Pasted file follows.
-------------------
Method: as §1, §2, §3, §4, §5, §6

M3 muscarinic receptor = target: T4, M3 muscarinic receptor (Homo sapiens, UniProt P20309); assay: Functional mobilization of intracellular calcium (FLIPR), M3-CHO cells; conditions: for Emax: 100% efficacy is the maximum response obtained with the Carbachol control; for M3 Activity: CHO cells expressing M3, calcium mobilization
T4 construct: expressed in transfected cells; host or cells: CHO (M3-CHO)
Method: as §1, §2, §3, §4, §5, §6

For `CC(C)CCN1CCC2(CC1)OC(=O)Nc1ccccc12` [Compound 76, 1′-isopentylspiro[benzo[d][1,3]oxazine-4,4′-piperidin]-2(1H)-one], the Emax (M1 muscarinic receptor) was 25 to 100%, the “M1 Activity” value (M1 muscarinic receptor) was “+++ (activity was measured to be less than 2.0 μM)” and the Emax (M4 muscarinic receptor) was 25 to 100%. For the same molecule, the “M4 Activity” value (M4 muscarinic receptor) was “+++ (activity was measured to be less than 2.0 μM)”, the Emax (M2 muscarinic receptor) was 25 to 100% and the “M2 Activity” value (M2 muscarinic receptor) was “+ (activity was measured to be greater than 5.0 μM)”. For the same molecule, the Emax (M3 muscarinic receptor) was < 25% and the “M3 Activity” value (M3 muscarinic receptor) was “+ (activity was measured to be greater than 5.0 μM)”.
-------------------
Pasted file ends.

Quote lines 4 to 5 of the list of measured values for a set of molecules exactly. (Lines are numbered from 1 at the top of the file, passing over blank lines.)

Method: as §1, §2, §3, §4, §5, §6

For `CC(C)CCN1CCC2(CC1)OC(=O)Nc1ccccc12` [Compound 76, 1′-isopentylspiro[benzo[d][1,3]oxazine-4,4′-piperidin]-2(1H)-one], the Emax (M1 muscarinic receptor) was 25 to 100%, the “M1 Activity” value (M1 muscarinic receptor) was “+++ (activity was measured to be less than 2.0 μM)” and the Emax (M4 muscarinic receptor) was 25 to 100%. For the same molecule, the “M4 Activity” value (M4 muscarinic receptor) was “+++ (activity was measured to be less than 2.0 μM)”, the Emax (M2 muscarinic receptor) was 25 to 100% and the “M2 Activity” value (M2 muscarinic receptor) was “+ (activity was measured to be greater than 5.0 μM)”. For the same molecule, the Emax (M3 muscarinic receptor) was < 25% and the “M3 Activity” value (M3 muscarinic receptor) was “+ (activity was measured to be greater than 5.0 μM)”.